No man is an island. I don’t recommend buying a short term rental on your own without any outside advice or help. There are a lot of factors involved when it comes to deciding whether an STR is a good investment for you or not, and you’ll need several people on your team to help you see the decision from all possible angles.
At the very least, you’ll want to talk to your financial advisor, a real estate agent, and an attorney.
Let’s walk through what each of these people can do for you.
Your financial advisor.
Can you afford to purchase an STR right now? If so, what’s your budget? How quickly do you need to start turning a profit? How much wiggle room do you have for taking an investment risk right now? What other financial needs/obligations do you have in the coming months/years?
Sit down with your financial advisor to get a good sense of where you stand financially, and what you need to do to make this STR thing happen.
If you don’t have a financial advisor, you need to find one. Ask around in the STR community and in your local area. See which names come up as someone people trust.
Owning an STR comes with a lot of responsibility, and you’ll have to start delegating tasks as you’re financially able to. Handling all of your own finances isn’t going to cut it.
Your financial advisor, if they aren’t already, will become a key player on your team as you build your STR business.
A local real estate agent.
No one knows better than real estate agents whether a property is going to be a good investment or not. They know the area inside and out, and it’s their job to stay on top of property values and trends in the market.
If you already have a favorite real estate agent, great. If not, again, ask around and find someone who is trusted by the people you trust. Preferably someone who’s been in the industry—and the area—for a while and has a lot of experience.
You know that in real estate, it’s all about location, location, location. Finding the perfect STR isn’t quite the same as finding the perfect home. For example, you don’t need to worry about the school district or your commute to work or whether or not you’ll get along with your neighbors.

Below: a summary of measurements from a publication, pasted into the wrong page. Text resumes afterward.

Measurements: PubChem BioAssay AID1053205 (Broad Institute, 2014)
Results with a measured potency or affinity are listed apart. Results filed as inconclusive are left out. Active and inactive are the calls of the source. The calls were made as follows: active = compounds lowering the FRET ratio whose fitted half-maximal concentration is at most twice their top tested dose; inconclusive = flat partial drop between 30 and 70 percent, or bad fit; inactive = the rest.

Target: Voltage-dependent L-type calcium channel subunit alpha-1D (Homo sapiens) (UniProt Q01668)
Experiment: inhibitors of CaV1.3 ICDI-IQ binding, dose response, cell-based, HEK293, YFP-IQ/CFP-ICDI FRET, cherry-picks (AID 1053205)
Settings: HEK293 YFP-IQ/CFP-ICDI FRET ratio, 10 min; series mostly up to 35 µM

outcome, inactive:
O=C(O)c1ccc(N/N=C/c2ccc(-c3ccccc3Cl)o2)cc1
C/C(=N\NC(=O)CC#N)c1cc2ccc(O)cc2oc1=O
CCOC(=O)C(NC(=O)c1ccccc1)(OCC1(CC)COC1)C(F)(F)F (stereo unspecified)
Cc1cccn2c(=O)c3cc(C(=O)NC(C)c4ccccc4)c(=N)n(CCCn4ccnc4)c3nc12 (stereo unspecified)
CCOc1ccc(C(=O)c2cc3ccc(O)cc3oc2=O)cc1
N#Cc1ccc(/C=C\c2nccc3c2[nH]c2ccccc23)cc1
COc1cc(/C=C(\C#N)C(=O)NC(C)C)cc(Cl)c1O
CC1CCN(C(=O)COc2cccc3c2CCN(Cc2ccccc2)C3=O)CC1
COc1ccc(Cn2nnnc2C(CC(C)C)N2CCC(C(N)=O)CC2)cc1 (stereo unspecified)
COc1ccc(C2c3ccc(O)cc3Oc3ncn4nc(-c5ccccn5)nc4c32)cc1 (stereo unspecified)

But you still need to be mindful of things like:
- How close is the property to major highways?
- Is there easy access to food and other necessities?
- Is the neighborhood welcoming to short term renters?
- What is nearby that would attract customers—a tourist destination, a national landmark, a city where people might travel for business, a beach or lake?
- What’s the cost of living in this particular area?
And so many more questions—ones you wouldn’t even think of on your own.
You also need to decide what type of property you’re looking for. An apartment or condo? Single-family home? Multi-family dwelling? Do your research with the help of an agent and try your best to figure out which one would work best for the guests you’re hoping to attract.
Other things you’ll need to be cognizant of: property taxes, rental taxes, HOA restrictions, insurance, etc.
A good real estate agent can help you with all of this and more.
Laws and regulations about short term rentals very widely state to state, city to city, municipality to municipality.
Some cities and towns limit rentals to weekdays only or put minimum requirements on how long someone can rent (like 30 days). In some places, it’s illegal to buy a property for the sole purpose of renting it out to others. Some cities require you to have a business license before you can use your property as an STR.
You can face serious penalties if you break local laws—even unintentionally—with your STR.
I recommend doing a lot of this research on your own online before you even contact an attorney. You’ll be able to quickly assess whether a particular area is STR-friendly or not.
And, unfortunately, these laws and regulations are constantly changing. The STR industry is fairly young, and it will take a while for rules to be established and working well. You’ll have to stay on top of this, and an attorney can help.
You need to establish your STR in a place where the local laws aren’t going to cut into your profits, or make it impossible to profit at all.
So, there you have it. Talk to your financial advisor, a real estate agent, and an attorney before you buy. They’ll help you make the best decision and get you started down the right path.
Don’t forget—I’m here for you, too.